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The Chalice
Sunday, August 30 2020

‘Splintered Messiah’:

I don’t want a splintered Messiah

In a sweat stained greasy grey robe

I want a new one

I couldn’t take this one to parties

People would say ‘Who’s your friend?’

I’d give an embarrassed giggle and change the subject.

If I took him home

I’d have to bandage his hands

The neighbors would think he’s a football hooligan

I don’t want his cross in the hall

It doesn’t go with the wallpaper

I don’t want him standing there

Like a sad ballet dancer with holes in his tights

I want a different Messiah

Streamlined and inoffensive

I want one from a catalogue

Who’s as quiet as a monastery

I want a package tour Messiah

Not one who takes me to Golgotha

I want a King of Kings

With blow waves in his hair

I don’t want the true Christ

I want a false one.



-Stewart Henderson

I want a false one.

In Sunday’s gospel, the Jesus continues to help the disciples understand God’s will for him as the Messiah. But he also knows that his disciples, good students that they are, may only be able to understand his mission by “seeing” it for themselves. Enough talking. He will have to show them that he must “go to Jerusalem and suffer many things from the elders, chief priests and scribes and then be killed and on the 3rd, day be raised up.” Peter will not have his Messiah suffer. He does not want a splintered Messiah, but rather wants a strong, courageous Messiah who will help them defeat the Romans and bring Israel back to it’s rightful standing for the Jews.“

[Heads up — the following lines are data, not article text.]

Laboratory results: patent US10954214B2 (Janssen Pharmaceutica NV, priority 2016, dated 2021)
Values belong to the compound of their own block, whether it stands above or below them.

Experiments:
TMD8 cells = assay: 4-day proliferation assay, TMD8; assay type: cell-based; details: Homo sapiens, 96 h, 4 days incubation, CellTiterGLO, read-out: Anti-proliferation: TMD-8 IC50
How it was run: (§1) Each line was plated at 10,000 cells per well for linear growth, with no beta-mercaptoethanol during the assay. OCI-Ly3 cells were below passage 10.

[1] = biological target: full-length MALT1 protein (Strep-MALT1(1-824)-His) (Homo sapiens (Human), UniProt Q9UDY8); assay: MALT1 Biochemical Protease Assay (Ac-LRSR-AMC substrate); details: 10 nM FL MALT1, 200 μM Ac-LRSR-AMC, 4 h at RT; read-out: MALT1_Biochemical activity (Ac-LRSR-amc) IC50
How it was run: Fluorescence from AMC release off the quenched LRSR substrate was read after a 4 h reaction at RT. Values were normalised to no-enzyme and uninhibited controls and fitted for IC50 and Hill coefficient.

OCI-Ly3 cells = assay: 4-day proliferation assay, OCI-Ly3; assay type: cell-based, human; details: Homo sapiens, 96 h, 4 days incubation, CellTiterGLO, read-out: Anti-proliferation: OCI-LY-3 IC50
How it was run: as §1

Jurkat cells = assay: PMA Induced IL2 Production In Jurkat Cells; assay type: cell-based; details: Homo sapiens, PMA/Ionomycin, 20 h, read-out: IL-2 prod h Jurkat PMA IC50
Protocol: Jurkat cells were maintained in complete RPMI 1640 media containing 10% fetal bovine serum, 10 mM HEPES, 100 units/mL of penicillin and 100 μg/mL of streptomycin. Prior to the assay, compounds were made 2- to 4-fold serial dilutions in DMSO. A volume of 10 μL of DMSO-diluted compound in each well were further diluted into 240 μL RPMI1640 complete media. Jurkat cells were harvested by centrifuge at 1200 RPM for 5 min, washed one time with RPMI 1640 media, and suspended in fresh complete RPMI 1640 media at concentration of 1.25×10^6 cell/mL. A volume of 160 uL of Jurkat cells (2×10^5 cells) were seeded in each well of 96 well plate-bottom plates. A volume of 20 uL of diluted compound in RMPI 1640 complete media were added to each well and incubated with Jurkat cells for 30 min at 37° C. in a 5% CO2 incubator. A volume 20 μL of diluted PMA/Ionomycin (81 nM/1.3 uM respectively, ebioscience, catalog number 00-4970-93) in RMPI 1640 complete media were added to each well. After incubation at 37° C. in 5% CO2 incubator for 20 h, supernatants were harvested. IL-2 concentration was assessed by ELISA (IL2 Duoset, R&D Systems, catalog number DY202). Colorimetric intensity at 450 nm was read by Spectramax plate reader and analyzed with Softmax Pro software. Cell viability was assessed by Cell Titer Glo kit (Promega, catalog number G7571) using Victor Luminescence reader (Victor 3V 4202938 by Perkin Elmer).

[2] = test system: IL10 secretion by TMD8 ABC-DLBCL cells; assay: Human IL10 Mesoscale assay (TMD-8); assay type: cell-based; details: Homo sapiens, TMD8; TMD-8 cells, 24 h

Jesus, however, must show his disciples, as well as all of us that what is weak in the eyes of men, is strong in the eyes of God. Strength looks different to God: Blessed are the poor in spirit, the meek, those who mourn, those who bring peace, those who are merciful. Blessed are those who are persecuted because of righteousness... “Blessed are you when people insult you, persecute you and falsely say all kinds of evil against you because of me.” God’s world seems upside down.  When we get behind Jesus, and follow him, our walk will be challenging, difficult, and yes, at times painful, but “rejoice and be glad, because great is your reward in heaven.

In Christ’s love,
Claire Mis, Seminarian

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Posted by: Claire Mis, Seminarian AT 08:00 am   |  Permalink   |  Email